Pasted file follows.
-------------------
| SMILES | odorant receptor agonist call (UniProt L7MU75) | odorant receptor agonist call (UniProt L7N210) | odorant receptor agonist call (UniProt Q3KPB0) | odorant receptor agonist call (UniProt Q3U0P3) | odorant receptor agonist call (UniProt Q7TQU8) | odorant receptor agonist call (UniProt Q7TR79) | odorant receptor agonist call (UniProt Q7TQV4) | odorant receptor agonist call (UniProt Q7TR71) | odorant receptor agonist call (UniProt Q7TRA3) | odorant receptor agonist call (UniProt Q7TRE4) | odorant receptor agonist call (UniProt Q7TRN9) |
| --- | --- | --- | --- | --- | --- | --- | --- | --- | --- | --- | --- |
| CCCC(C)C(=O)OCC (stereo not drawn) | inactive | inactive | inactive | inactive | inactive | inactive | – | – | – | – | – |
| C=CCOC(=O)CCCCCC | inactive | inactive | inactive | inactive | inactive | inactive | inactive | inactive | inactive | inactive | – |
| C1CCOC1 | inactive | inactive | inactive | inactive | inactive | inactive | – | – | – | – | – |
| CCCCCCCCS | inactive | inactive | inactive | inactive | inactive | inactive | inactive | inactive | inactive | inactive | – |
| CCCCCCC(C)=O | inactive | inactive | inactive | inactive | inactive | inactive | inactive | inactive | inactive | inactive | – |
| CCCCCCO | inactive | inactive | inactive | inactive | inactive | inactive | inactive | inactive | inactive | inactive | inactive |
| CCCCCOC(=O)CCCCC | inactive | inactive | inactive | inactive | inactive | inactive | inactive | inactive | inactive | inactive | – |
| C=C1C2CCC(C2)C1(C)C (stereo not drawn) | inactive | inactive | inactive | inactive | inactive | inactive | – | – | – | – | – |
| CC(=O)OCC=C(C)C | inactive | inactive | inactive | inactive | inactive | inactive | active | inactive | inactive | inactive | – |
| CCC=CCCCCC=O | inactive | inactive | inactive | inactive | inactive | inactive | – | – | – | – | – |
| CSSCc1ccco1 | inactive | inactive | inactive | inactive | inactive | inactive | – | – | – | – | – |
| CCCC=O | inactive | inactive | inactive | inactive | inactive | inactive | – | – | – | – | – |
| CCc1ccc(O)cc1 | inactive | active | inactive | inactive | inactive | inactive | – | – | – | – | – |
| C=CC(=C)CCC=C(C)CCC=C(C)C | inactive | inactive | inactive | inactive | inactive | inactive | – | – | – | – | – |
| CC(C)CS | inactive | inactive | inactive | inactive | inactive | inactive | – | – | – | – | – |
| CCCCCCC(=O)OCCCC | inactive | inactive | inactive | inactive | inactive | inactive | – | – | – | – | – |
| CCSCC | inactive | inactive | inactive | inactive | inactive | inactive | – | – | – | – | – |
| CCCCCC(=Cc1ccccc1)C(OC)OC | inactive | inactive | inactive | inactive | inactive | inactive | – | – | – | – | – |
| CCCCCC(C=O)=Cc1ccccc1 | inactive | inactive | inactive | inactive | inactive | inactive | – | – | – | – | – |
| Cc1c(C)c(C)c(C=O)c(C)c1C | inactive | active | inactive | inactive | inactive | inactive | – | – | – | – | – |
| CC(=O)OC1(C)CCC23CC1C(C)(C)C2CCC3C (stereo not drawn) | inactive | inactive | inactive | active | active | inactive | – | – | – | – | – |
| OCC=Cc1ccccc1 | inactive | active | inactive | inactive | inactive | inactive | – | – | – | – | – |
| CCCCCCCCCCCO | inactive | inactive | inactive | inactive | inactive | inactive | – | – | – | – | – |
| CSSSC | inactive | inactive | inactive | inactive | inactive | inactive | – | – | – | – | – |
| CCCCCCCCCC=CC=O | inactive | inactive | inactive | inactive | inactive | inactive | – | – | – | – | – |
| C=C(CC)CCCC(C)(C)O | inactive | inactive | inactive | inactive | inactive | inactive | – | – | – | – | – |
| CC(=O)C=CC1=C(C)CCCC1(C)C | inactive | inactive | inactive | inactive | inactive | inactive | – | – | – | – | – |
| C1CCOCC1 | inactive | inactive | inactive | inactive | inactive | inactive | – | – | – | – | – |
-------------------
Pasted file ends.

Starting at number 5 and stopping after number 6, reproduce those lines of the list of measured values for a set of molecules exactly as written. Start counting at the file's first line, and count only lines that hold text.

| C1CCOC1 | inactive | inactive | inactive | inactive | inactive | inactive | – | – | – | – | – |
| CCCCCCCCS | inactive | inactive | inactive | inactive | inactive | inactive | inactive | inactive | inactive | inactive | – |